These sites have drawn a wide circle of consumers — not just current buyers and sellers but everyone, from curious renters to homeowners seeking to track property values in their neighborhood. These changes will enable REALTORS® to better serve consumers — and possibly even earn commission income from these additional sources — while reinforcing the REALTOR® brand.
Also of note, some REALTOR® MLSs accept listings from practitioners who are not REALTORS®. As a result, since its inception, realtor.com® has displayed listings from non-members who were participants in REALTOR® MLSs that chose to include those listings in their data feeds.
In what way will the site reinforce the REALTOR® brand?
Besides the name, which will remain realtor.com®, the site will show the value of using a REALTOR® when buying, selling or investing in real estate; it will give consumers tools to differentiate between REALTORS® and real estate agents who are not REALTORS®; and it will visually identify listings that are represented by REALTORS® by marking them with the REALTOR® logo. The site will also help consumers understand the work and advocacy being done by NAR and members to protect homeowners’ rights. These changes make it more important than ever for REALTORS® to claim their individual Find-a-REALTOR® profile pages on realtor.com® to ensure that their listings are clearly marked as REALTOR® listings.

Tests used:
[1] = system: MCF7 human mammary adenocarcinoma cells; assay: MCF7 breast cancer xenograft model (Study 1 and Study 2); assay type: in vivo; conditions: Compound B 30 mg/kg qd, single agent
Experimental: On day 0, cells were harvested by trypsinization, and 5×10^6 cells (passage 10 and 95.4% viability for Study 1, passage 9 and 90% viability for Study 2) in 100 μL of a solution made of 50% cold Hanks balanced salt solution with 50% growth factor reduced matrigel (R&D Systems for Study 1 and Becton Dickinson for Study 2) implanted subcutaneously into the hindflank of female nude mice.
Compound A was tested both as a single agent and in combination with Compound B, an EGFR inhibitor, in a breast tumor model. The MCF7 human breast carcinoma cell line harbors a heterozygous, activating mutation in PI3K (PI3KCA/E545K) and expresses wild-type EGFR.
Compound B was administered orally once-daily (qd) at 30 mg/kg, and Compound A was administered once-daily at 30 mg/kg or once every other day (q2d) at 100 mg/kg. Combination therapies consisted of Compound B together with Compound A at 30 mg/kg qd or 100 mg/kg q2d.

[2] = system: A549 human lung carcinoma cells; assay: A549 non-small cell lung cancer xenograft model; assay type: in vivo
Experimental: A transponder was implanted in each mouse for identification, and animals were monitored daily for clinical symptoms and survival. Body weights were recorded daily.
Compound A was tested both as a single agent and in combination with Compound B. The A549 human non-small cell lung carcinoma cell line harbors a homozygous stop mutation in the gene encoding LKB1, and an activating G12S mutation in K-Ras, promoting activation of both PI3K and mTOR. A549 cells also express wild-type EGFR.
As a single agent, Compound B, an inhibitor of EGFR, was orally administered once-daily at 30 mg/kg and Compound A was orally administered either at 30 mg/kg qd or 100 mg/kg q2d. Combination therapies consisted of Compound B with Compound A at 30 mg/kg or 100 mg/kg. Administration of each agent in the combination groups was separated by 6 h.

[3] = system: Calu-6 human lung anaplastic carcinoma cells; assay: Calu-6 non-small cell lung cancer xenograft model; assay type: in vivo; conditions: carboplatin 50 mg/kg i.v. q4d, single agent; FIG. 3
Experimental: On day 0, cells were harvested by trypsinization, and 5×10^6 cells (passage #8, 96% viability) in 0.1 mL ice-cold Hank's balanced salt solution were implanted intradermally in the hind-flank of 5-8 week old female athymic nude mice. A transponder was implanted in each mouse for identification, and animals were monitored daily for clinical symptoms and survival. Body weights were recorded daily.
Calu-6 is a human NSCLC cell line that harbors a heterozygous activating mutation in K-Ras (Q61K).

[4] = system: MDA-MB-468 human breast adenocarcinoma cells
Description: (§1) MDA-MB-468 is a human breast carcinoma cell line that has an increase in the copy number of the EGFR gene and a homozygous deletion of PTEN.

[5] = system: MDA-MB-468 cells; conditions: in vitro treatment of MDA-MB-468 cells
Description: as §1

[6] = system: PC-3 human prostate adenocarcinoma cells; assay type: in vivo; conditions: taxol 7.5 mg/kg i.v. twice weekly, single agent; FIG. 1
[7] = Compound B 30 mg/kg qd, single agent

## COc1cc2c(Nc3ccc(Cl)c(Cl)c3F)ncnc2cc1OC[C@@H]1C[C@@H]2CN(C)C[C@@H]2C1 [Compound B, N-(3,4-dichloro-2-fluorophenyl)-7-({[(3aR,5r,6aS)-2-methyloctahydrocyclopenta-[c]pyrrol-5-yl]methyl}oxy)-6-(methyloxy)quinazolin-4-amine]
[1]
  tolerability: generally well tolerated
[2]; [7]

How can REALTORS® take advantage of the benefits of claiming their free profile?
Member agents and offices can locate their profile in the Find-a-REALTOR® directory and select the link to “Login to Control Panel,” or visit http://marketing.realtor.com/engage/realtor-profile.php for more detailed instructions. Members operating as a team can also create a team profile.
With the changes at realtor.com®, why should I continue to be a REALTOR®?
While realtor.com® will continue to offer many great benefits to members (see list below) and reinforce the REALTOR® brand in the mind of consumers, it is not the primary reason to be a REALTOR®. The REALTOR® mark stands for professionalism and identifies members who have agreed to abide by a Code of Ethics. NAR’s Code of Ethics, which celebrated its 100th birthday in July, sets you apart from practitioners who are not members.
At NAR’s website, read about other key benefits of membership in the national association. And consider the many benefits from your state and local association. For a more comprehensive look, visit the Member Center.